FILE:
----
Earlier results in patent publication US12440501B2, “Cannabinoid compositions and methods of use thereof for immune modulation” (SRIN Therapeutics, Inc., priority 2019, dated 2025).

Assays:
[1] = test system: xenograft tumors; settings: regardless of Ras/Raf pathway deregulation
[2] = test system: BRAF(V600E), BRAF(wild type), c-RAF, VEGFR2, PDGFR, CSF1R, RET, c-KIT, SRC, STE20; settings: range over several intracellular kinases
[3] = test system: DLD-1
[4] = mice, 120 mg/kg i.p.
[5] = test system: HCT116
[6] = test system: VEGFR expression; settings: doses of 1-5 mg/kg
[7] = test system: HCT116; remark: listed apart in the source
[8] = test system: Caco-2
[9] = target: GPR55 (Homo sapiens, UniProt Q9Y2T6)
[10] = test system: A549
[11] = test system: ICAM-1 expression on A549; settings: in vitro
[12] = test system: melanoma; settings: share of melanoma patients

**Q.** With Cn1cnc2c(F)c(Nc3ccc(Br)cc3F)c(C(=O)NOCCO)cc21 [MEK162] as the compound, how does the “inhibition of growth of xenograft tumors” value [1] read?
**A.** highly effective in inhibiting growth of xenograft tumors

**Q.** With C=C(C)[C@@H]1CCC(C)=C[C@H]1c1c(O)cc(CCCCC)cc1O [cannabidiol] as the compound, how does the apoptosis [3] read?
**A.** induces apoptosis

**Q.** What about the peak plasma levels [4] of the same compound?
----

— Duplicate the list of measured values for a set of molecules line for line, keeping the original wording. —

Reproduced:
Earlier results in patent publication US12440501B2, “Cannabinoid compositions and methods of use thereof for immune modulation” (SRIN Therapeutics, Inc., priority 2019, dated 2025).

Assays:
[1] = test system: xenograft tumors; settings: regardless of Ras/Raf pathway deregulation
[2] = test system: BRAF(V600E), BRAF(wild type), c-RAF, VEGFR2, PDGFR, CSF1R, RET, c-KIT, SRC, STE20; settings: range over several intracellular kinases
[3] = test system: DLD-1
[4] = mice, 120 mg/kg i.p.
[5] = test system: HCT116
[6] = test system: VEGFR expression; settings: doses of 1-5 mg/kg
[7] = test system: HCT116; remark: listed apart in the source
[8] = test system: Caco-2
[9] = target: GPR55 (Homo sapiens, UniProt Q9Y2T6)
[10] = test system: A549
[11] = test system: ICAM-1 expression on A549; settings: in vitro
[12] = test system: melanoma; settings: share of melanoma patients

**Q.** With Cn1cnc2c(F)c(Nc3ccc(Br)cc3F)c(C(=O)NOCCO)cc21 [MEK162] as the compound, how does the “inhibition of growth of xenograft tumors” value [1] read?
**A.** highly effective in inhibiting growth of xenograft tumors

**Q.** With C=C(C)[C@@H]1CCC(C)=C[C@H]1c1c(O)cc(CCCCC)cc1O [cannabidiol] as the compound, how does the apoptosis [3] read?
**A.** induces apoptosis

**Q.** What about the peak plasma levels [4] of the same compound?